- Look and feel (customer/design research, style and layout mock-ups)
- Responsiveness and interactivity (UI prototyping, cross-platform adaptability)
- Branding and visual element development (user guides/personas, colour palettes, typography, photography, graphics)
- Implementation (working with web designers and developers, web copywriters)
If you’re more into strategizing and structuring an effective experience from the user perspective, you likely fall on the UX end of the spectrum. If you’re more interested in crafting what the strategy and structure would actually look like, you just might prefer UI design.
Both UX and UI want to achieve the same thing: Meaningful customer experience.
The Bottom Line
UX and UI are interdependent parts of the website’s larger whole, and both must be well-executed to give customers the most functional, enjoyable experience.
Lucia Ciccio, Senior User Experience Designer at SurveyMonkey:
“If you were to use the human body as an analogy, UX is the internal skeletal or nerve systems. It is the underlying thinking about the needs of the user and how the product will meet those needs. UX builds empathy with the user and answers those needs by planning user flows, calls-to-action and feedback. UI is like the skin, the eye color, the tone of voice that gives the product its own personality. Think page layout, colours, fonts, text, imagery, animation.”
“When both [UX and UI] are done well, the product is memorable, pleasant and helpful — all the qualities you want in a good person. Good UX is smooth, intuitive and unnoticeable to the user, while good UI should stand out, aiming to be unique and engaging.”
The Crystal Ball
UX is here to stay. A Walker Information report suggests customer experience will be the key brand differentiator by 2020, at least for B2B organizations.
The strong business case for the ROI of UX seems clearly established, vindicating the famous 1973 declaration that “good design is good business.” High profile examples would be design- and user-centric companies like Apple, Facebook and Google, which created success by improving and innovating the UX (and yes, UI) for existing products and services.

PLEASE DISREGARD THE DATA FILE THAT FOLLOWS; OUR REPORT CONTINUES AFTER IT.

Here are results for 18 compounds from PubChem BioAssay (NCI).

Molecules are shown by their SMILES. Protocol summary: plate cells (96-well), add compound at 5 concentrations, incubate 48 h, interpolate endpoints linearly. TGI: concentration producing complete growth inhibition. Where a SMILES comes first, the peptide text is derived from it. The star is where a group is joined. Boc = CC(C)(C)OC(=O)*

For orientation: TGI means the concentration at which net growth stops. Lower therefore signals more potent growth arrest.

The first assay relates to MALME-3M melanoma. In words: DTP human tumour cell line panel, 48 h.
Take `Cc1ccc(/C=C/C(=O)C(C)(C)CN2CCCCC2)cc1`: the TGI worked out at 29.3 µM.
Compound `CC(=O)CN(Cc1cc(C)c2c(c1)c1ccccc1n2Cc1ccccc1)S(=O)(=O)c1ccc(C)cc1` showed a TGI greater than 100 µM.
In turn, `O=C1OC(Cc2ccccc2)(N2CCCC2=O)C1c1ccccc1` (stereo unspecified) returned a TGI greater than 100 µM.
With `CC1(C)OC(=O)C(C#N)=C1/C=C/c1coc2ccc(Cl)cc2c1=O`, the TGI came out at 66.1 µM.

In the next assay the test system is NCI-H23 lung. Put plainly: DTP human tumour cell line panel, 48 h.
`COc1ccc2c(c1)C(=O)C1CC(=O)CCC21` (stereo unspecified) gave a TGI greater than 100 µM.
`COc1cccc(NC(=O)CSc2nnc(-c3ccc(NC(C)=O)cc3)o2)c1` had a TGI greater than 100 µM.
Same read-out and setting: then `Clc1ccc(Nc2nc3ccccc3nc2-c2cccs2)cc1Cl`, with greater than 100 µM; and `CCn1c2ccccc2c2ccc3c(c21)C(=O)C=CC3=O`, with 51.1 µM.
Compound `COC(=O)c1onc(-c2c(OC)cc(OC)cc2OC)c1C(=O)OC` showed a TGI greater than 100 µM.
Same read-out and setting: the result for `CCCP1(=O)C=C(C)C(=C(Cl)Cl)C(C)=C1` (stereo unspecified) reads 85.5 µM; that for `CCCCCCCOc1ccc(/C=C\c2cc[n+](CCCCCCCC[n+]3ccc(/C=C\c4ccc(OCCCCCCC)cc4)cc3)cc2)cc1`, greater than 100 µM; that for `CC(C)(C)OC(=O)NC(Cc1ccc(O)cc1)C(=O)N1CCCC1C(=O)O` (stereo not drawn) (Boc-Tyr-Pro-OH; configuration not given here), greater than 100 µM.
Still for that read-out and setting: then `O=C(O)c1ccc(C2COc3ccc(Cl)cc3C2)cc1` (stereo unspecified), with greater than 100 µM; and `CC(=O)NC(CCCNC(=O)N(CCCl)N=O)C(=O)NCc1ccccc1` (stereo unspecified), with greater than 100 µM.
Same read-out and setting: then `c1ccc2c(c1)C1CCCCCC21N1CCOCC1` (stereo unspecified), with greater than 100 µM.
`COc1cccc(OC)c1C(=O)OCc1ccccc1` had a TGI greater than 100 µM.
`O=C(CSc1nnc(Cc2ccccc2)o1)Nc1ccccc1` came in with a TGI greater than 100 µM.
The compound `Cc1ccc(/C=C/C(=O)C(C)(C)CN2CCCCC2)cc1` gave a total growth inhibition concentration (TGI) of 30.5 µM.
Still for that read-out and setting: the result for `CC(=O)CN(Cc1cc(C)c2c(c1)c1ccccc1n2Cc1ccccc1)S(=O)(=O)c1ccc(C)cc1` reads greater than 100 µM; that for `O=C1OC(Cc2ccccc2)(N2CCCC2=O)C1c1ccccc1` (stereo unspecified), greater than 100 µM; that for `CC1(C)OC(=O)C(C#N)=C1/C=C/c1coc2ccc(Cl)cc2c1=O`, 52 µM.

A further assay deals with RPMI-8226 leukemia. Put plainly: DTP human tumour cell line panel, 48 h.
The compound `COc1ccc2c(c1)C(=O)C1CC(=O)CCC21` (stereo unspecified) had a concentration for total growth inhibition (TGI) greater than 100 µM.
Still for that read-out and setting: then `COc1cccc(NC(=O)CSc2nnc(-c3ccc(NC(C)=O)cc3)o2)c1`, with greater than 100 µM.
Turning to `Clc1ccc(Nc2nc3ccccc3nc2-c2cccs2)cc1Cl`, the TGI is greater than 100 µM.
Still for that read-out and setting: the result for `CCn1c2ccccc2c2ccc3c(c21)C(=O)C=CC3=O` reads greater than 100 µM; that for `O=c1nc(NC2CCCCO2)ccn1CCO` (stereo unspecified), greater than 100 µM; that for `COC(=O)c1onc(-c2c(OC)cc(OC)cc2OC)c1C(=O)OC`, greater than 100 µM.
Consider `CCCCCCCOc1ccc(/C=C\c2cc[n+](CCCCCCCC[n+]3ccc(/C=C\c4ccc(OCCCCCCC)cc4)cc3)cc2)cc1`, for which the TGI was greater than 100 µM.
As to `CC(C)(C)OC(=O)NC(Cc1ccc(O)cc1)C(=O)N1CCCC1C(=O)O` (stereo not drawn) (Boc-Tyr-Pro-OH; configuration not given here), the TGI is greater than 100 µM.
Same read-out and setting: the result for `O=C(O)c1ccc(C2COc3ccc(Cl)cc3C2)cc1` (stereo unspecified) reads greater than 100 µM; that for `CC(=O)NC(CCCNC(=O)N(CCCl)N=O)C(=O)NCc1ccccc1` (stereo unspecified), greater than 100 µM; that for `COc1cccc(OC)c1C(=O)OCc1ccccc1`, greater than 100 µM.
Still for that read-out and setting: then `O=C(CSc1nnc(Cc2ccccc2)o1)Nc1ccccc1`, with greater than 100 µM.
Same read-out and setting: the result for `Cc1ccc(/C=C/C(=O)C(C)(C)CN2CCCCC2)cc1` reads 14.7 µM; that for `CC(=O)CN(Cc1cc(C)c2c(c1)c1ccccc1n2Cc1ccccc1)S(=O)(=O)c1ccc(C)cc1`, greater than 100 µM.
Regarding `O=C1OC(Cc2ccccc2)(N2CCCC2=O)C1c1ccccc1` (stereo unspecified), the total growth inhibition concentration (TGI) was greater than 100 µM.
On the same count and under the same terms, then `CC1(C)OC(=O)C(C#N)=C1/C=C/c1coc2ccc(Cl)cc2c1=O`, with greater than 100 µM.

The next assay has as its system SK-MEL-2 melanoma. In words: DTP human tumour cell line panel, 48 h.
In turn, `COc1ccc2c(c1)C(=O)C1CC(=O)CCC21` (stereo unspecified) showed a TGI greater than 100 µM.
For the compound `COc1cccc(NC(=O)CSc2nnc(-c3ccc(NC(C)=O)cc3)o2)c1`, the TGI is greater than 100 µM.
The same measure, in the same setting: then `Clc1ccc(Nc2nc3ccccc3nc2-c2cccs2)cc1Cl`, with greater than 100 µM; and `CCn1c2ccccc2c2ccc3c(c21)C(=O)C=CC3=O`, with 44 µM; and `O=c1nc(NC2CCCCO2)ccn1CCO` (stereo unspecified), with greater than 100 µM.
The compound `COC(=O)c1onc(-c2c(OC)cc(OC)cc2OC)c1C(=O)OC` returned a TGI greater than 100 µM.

UI will likely see a more rapid, necessary evolution; the emergent Internet of Things has introduced environments where personal virtual assistance may eventually replace conventional UI requiring direct, immediate physical interaction.
Until that happens, we’re confident that brilliant UI design is one of the most powerful tools for achieving stellar UX results in digital and website environments (not least because it incorporates content writing). Do you agree?
In a recent contribution to Forbes Technology Council on maximizing the business benefits of UX, Intechnic founder Andrew Kucheriavy suggests effective UI design doesn’t simply incorporate UX into the web development process, it can also increase development efficiency by up to 50% — specifically, through using previously tested user interfaces for specific interaction design issues (pattern libraries of reusable solutions, such as a Wizard for guiding users through a linear process).
Have you worked with pattern libraries? What aspects of UX or UI do you find are already part of your role and project requirements?
A web copywriter works both within the broad parameters of UX and content strategy, as well as to the “look and feel” and technical specifications for UI content writing. Enhance the UX and UI of your next website development: Contact us for content strategy and creation that appreciates the difference.